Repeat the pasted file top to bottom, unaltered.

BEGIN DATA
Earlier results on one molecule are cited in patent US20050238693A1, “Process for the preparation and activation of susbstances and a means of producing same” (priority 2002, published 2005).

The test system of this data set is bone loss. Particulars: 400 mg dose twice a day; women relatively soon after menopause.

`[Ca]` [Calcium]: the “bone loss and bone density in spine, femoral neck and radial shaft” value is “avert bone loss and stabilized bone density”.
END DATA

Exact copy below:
Earlier results on one molecule are cited in patent US20050238693A1, “Process for the preparation and activation of susbstances and a means of producing same” (priority 2002, published 2005).

The test system of this data set is bone loss. Particulars: 400 mg dose twice a day; women relatively soon after menopause.

`[Ca]` [Calcium]: the “bone loss and bone density in spine, femoral neck and radial shaft” value is “avert bone loss and stabilized bone density”.